Developing In-House Vs. Buying Off-The-Shelf. Part I

To develop or to buy? How to make your decision.


Develop In-House Or Buy Off-The-Shelf?

Naturally, as a software development company that operates solely within the logistics market, we believe that in the majority of cases the most common sense and logical action is to purchase Warehouse and Transport Management Systems “off the shelf”.

You may well think “they would say that, wouldn’t they”, but if you do read on, we believe you will find the following discussion to be well balanced in its views, and justify why we believe that to be the best decision in the vast majority of cases.

A company will usually develop in-house where the issue to be addressed is trivial or where their requirements are viewed internally as complex, or perhaps unusual – a “we do things differently” mentality. Alternatively, maybe the IT department is seen as a fixed, or “sunk”, cost to the business and using them to develop a new software solution may be a “cheaper” option.

If we ignore the former and move on to the possibility of the complex and unusual, the realisation of software projects range from the totally in-house development through to the totally off-the-shelf purchase.

With a product developed completely internally, the requirement is defined, analysed, programmed, maintained and developed using the company’s own resources. In contrast, with an off-the-shelf commercial offering, you will buy and effectively have to work with the package as it comes out of the box. In reality you are least likely to find total solutions for logistics software in either of those extreme positions.

In many cases there will be a large degree of external involvement in achieving the eventual outcome. External consultants, system analysts, programmers and project managers might be used to deliver a ground-up in-house product, while no sophisticated commercial product is likely to be useable without some configuration and tailoring to meet a customer’s specific needs. This is often in close co-operation with internal IT staff, and it should also involve working with the relevant operational staff. These are elements of best practice that we always follow at Clydebuilt Business Solutions.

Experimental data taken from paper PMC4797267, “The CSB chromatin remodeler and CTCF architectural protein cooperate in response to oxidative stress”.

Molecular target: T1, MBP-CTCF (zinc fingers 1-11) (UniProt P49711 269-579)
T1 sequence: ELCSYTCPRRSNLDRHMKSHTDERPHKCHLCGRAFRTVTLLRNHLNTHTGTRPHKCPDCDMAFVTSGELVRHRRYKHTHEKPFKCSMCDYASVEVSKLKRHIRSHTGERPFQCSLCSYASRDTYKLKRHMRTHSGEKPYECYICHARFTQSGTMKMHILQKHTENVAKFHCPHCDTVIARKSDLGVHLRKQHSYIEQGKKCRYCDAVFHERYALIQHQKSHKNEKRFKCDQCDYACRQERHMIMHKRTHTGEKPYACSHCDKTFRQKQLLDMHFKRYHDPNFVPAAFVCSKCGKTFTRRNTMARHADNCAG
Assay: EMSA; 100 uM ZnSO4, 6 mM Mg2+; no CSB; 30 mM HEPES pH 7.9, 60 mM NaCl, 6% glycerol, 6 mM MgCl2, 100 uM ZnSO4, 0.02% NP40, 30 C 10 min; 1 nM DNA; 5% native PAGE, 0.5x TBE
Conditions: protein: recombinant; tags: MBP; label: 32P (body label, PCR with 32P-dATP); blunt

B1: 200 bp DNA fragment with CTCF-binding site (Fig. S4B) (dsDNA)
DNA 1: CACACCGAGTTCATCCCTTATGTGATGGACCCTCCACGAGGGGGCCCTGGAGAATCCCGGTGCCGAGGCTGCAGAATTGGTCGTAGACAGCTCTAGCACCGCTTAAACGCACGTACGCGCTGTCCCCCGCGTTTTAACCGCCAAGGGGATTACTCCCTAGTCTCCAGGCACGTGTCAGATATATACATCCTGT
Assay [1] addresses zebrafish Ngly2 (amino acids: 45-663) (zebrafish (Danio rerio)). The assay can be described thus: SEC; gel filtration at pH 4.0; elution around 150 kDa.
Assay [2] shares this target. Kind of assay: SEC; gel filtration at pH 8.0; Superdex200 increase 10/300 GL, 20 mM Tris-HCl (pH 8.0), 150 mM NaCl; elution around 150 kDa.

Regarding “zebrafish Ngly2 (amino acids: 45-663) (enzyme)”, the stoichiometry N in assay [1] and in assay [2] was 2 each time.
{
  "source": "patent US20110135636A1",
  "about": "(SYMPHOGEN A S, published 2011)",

More realistically, the comparisons are the perceived benefits of Bespoke Software versus those of a Tailored Commercial Package. The crux of the matter comes down to the hope that the core of the chosen pre-packaged product(s) will be tried and tested, more robust and providing a stable basis on which local workflow procedures and processes may be built. This means that even if the given methods and mechanisms that augment the core are initially less than required, the system can function, probably very successfully, whilst additional changes are made. It is the combination of this strong, stable and very capable core, with the flexibility to tailor and add functions and procedures quickly, that characterise the modern commercial logistic software package, such as those that we provide at CBS. By comparison, in-house developments can rarely afford to build in additional capabilities that are not immediately required and, of course, some additional capabilities may not even be thought of.

Further developing the in-house system with new, even minor changes, can be slow and costly to deliver.

The commercial product on the other hand is likely to be the result of a variety of users in different environments all bringing their needs and requirements to the product design table. There may well be generations of design involved, making it possible that future requirements, currently unknown or vaguely known, are already catered for or easily added. With an external package you may also be entitled to any upgrades and improvements that are made to the product along the line, with negligible or no extra cost.

None of the above touches on the problems of being locked-in to external consultants that can follow a bespoke program or the difficulty of supporting and amending a system when the original programmers have gone and the level of documentation is often inadequate for others to take on the development without a huge time commitment.

There are pros and cons to both sides of course, with regards to where your software products are coming from, and these will be discussed in further detail in the next blog.